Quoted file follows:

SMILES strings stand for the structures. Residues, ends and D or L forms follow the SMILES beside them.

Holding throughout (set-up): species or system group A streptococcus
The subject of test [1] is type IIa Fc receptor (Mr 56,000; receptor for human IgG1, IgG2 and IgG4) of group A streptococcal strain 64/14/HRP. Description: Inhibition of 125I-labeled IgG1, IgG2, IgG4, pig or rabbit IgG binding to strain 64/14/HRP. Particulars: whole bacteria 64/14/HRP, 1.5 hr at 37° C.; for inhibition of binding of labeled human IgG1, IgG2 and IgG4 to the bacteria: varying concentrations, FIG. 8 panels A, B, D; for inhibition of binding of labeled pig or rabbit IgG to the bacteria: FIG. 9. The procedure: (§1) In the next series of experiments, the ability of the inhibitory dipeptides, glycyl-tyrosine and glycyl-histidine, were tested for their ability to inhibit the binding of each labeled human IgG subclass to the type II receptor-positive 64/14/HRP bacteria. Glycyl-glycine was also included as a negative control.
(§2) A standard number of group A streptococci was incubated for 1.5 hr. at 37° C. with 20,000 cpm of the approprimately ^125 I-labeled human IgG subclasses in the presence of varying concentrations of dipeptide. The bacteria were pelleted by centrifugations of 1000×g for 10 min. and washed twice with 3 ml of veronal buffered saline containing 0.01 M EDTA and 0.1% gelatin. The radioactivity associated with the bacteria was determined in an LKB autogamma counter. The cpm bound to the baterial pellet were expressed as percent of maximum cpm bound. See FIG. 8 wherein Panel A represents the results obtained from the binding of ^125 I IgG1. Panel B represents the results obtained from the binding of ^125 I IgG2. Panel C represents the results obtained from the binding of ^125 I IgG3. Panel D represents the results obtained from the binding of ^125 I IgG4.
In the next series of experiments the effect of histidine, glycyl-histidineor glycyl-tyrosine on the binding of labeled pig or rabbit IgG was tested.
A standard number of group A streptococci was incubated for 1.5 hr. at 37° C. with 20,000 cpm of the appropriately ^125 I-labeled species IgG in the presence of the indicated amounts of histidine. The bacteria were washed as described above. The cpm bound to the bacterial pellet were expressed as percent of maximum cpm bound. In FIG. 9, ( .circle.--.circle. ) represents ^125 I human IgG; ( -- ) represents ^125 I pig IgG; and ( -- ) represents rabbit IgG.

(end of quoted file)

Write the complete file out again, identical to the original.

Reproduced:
SMILES strings stand for the structures. Residues, ends and D or L forms follow the SMILES beside them.

Holding throughout (set-up): species or system group A streptococcus
The subject of test [1] is type IIa Fc receptor (Mr 56,000; receptor for human IgG1, IgG2 and IgG4) of group A streptococcal strain 64/14/HRP. Description: Inhibition of 125I-labeled IgG1, IgG2, IgG4, pig or rabbit IgG binding to strain 64/14/HRP. Particulars: whole bacteria 64/14/HRP, 1.5 hr at 37° C.; for inhibition of binding of labeled human IgG1, IgG2 and IgG4 to the bacteria: varying concentrations, FIG. 8 panels A, B, D; for inhibition of binding of labeled pig or rabbit IgG to the bacteria: FIG. 9. The procedure: (§1) In the next series of experiments, the ability of the inhibitory dipeptides, glycyl-tyrosine and glycyl-histidine, were tested for their ability to inhibit the binding of each labeled human IgG subclass to the type II receptor-positive 64/14/HRP bacteria. Glycyl-glycine was also included as a negative control.
(§2) A standard number of group A streptococci was incubated for 1.5 hr. at 37° C. with 20,000 cpm of the approprimately ^125 I-labeled human IgG subclasses in the presence of varying concentrations of dipeptide. The bacteria were pelleted by centrifugations of 1000×g for 10 min. and washed twice with 3 ml of veronal buffered saline containing 0.01 M EDTA and 0.1% gelatin. The radioactivity associated with the bacteria was determined in an LKB autogamma counter. The cpm bound to the baterial pellet were expressed as percent of maximum cpm bound. See FIG. 8 wherein Panel A represents the results obtained from the binding of ^125 I IgG1. Panel B represents the results obtained from the binding of ^125 I IgG2. Panel C represents the results obtained from the binding of ^125 I IgG3. Panel D represents the results obtained from the binding of ^125 I IgG4.
In the next series of experiments the effect of histidine, glycyl-histidineor glycyl-tyrosine on the binding of labeled pig or rabbit IgG was tested.
A standard number of group A streptococci was incubated for 1.5 hr. at 37° C. with 20,000 cpm of the appropriately ^125 I-labeled species IgG in the presence of the indicated amounts of histidine. The bacteria were washed as described above. The cpm bound to the bacterial pellet were expressed as percent of maximum cpm bound. In FIG. 9, ( .circle.--.circle. ) represents ^125 I human IgG; ( -- ) represents ^125 I pig IgG; and ( -- ) represents rabbit IgG.